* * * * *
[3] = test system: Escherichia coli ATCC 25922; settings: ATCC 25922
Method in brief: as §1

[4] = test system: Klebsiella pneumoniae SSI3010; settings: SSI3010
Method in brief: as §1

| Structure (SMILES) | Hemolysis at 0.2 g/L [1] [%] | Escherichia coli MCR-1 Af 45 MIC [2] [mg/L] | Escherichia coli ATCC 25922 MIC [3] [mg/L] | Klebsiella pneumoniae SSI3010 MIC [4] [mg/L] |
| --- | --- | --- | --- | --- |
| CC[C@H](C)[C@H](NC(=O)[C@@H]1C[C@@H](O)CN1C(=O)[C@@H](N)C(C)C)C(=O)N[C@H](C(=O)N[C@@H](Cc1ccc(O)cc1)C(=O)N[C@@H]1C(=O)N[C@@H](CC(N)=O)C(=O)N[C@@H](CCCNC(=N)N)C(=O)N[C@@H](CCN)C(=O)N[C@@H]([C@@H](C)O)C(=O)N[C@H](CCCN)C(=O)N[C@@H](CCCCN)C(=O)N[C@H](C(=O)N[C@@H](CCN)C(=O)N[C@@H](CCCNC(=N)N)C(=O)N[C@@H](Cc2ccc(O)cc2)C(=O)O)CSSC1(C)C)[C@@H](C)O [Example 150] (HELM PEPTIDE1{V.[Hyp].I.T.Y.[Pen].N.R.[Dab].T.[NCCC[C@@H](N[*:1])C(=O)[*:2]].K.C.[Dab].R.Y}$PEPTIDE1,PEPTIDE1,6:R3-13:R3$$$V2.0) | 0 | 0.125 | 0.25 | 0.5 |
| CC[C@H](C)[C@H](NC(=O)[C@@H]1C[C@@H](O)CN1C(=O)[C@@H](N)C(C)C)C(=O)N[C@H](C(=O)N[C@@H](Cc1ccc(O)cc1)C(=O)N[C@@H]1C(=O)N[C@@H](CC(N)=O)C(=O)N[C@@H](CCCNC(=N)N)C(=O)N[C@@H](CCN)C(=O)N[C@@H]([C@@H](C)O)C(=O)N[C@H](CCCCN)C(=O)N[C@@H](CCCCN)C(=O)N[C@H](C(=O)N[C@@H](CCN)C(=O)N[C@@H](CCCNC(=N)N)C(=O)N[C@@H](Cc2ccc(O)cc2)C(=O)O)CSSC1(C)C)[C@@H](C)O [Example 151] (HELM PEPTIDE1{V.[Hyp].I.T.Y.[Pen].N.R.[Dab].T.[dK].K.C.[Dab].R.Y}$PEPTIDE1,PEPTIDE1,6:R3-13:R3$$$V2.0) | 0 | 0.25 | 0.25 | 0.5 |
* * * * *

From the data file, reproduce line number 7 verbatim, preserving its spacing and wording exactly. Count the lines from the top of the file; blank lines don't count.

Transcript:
| CC[C@H](C)[C@H](NC(=O)[C@@H]1C[C@@H](O)CN1C(=O)[C@@H](N)C(C)C)C(=O)N[C@H](C(=O)N[C@@H](Cc1ccc(O)cc1)C(=O)N[C@@H]1C(=O)N[C@@H](CC(N)=O)C(=O)N[C@@H](CCCNC(=N)N)C(=O)N[C@@H](CCN)C(=O)N[C@@H]([C@@H](C)O)C(=O)N[C@H](CCCN)C(=O)N[C@@H](CCCCN)C(=O)N[C@H](C(=O)N[C@@H](CCN)C(=O)N[C@@H](CCCNC(=N)N)C(=O)N[C@@H](Cc2ccc(O)cc2)C(=O)O)CSSC1(C)C)[C@@H](C)O [Example 150] (HELM PEPTIDE1{V.[Hyp].I.T.Y.[Pen].N.R.[Dab].T.[NCCC[C@@H](N[*:1])C(=O)[*:2]].K.C.[Dab].R.Y}$PEPTIDE1,PEPTIDE1,6:R3-13:R3$$$V2.0) | 0 | 0.125 | 0.25 | 0.5 |